I’ve loved reading since I was a little girl and my dad was superintendent at a one-school district in the country. He’d let me stay all day, every Saturday, in the school library, reading whatever I wanted. I began with the A’s–you know, Louisa May Alcott.

As an adult, I facilitated Sacramento library book groups for ten years, including two for teenagers, the Banned Books Club, and the Underground Book Club, and one for adults, in which we read one hundred titles together. I learned a lot about what made a book fun to talk about through this experience.

At the end of ten years of library book groups, I stepped down from facilitating in order to write. Ten years after that, Copy Boy was published.

So the writing is all tied up with book clubs for me.

I would LOVE to join your book club, in person, or by Zoom. It’s been one of the most gratifying parts of being an author.

Please reach out to put me and Copy Boy on your calendar.

Copy Boy Discussion Questions

(also available at the end of the book)
  1. Scientists suggest that our experiences and those of our ancestors live on in our DNA, affecting our and our children’s health and behavior. Is that true for Jane? Can she escape biology or family history? Can any of us?
  2. What influence does Daddy have on Jane? What do they have in common?
  3. What do you think about Momma after learning about her childbirth at fifteen years old? Does this explain the way she treats Jane? Should Jane continue to tie herself to such a parent? Why or why not?
  4. How do you explain the voice in Jane’s head? How does this voice affect what she does, who she becomes?
  5. What should Jane’s obligation to her sister be? What kind of mother would Jane make?
  6. Does Jane really have to pretend to be a boy to succeed? Could she have earned the same opportunities as a girl? Why or why not? Does any part of her situation seem familiar today?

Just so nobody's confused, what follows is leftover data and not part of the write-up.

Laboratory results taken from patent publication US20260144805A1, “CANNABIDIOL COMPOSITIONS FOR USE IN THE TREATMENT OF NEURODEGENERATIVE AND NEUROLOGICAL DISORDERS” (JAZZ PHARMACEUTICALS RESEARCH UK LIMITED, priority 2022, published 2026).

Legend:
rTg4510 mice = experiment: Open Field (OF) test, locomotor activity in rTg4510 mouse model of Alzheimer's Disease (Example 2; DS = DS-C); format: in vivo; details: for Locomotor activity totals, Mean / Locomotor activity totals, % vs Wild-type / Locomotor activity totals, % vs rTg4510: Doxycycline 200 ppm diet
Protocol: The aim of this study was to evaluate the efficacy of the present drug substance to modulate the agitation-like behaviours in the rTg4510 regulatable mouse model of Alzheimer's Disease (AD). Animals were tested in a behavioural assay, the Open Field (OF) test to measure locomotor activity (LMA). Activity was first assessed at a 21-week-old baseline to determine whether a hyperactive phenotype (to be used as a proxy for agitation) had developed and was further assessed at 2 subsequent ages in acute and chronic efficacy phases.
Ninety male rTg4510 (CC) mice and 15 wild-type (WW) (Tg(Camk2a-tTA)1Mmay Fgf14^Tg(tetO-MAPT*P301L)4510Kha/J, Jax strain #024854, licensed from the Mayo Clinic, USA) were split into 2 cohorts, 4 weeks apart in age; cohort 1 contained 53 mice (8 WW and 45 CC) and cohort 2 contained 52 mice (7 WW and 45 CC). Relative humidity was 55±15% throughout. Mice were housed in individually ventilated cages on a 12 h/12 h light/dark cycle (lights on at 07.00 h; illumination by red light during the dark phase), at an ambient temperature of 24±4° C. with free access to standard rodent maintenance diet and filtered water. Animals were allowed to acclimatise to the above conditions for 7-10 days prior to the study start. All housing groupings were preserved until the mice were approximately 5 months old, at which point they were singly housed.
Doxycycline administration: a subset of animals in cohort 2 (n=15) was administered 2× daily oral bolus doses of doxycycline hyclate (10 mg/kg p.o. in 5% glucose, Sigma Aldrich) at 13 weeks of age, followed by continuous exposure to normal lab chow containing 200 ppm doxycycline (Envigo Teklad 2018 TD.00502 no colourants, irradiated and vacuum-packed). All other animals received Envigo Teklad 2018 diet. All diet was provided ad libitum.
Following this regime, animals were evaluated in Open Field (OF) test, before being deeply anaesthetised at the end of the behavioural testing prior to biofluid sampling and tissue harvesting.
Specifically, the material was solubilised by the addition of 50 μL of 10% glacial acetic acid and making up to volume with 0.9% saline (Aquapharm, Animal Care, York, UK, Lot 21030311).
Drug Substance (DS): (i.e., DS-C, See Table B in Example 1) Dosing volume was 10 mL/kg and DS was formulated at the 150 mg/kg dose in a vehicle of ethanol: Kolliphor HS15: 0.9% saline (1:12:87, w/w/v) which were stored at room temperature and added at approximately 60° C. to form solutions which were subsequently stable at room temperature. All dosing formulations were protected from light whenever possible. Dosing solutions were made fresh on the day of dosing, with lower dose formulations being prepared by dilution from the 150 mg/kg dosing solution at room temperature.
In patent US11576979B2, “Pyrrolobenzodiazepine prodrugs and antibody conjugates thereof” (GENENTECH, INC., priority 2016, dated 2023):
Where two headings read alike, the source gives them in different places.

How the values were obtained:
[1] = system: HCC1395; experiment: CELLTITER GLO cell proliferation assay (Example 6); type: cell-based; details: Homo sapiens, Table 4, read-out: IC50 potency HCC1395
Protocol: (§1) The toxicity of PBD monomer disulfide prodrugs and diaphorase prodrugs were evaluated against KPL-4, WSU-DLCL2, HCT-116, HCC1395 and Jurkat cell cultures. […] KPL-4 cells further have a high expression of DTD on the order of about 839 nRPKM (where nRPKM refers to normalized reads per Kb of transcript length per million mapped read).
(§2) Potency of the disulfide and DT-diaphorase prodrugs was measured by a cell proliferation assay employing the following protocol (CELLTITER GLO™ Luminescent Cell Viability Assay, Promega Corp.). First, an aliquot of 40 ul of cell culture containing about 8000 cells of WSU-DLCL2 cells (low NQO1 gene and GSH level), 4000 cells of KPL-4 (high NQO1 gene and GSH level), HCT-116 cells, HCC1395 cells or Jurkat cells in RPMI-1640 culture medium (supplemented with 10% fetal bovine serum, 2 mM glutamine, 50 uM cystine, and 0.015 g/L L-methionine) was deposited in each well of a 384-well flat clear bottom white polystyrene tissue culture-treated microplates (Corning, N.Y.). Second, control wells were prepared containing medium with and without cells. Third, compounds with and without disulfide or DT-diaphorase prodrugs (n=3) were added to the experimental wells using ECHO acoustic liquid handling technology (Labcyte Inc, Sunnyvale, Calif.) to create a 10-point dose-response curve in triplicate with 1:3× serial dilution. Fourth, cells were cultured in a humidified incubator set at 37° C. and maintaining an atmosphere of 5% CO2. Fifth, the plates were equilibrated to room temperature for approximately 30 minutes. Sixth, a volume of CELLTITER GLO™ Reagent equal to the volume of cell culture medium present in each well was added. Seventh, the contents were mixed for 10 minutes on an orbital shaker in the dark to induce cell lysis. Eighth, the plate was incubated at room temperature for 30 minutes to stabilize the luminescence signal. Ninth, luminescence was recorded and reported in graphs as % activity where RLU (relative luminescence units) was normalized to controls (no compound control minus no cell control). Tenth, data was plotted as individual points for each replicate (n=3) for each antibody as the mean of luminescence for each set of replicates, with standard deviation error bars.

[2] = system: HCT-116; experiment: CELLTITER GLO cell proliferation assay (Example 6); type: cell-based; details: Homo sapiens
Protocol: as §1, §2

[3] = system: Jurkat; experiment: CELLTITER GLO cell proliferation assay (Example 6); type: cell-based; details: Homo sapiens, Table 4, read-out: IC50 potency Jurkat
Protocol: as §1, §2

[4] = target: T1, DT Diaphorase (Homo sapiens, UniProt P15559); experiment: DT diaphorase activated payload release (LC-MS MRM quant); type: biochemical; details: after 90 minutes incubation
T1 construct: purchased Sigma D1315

7. What do you expect a masculine character to do and be? What do you expect a feminine character to do and be? How do the characters in the novel match or challenge those expectations?
  8. Jane becomes a skillful liar. These lies lead to her lifelong career success. How does lying help her, and how might it hurt?
  9. Grete crosses boundaries to make the best, most moving, most powerful photographs, arguing that facts are less necessary than truth. What do you think about fact versus truth?
  10. Some characters in the book focus on basic survival and hunger. Others work for worldly success. How do they get what they want? What are they willing to discard to win? Is it worthwhile? What have you had to give up to achieve what you want?
  11. Vee may be the only character who risks herself solely on behalf of others. How do you explain what makes a person altruistic?
  12. The Okies living along the side of the road are despised and blamed for local problems. How might ongoing generations of such families feel about field-working migrants and unhomed people today, and why?
  13. Jane will write for many decades, becoming an iconic San Francisco gossip columnist. How is she suited to this? What do you imagine for the stories she writes under a different name?
  14. This novel was inspired by historical incidents, photographers, migrant laborers, and newspapers in 1930s California. How are the lessons of this period relevant today?

Peek inside other Copy Boy talks at my author YouTube page, including the following videos and more:

Hard to See: Fact and Truth in the Work of John Steinbeck and Dorothea Lange
(A video essay for the National Steinbeck Center)

Panel discussion on the Literature of Resilience at the international Virtual Steinbeck Festival
A one-page reading from Copy Boy by actor Amanda McTigue
A one-page reading from Copy Boy by actor Jessica Laskey
Sacramento Had a Hooverville: A discussion with library archivist James C. Scott.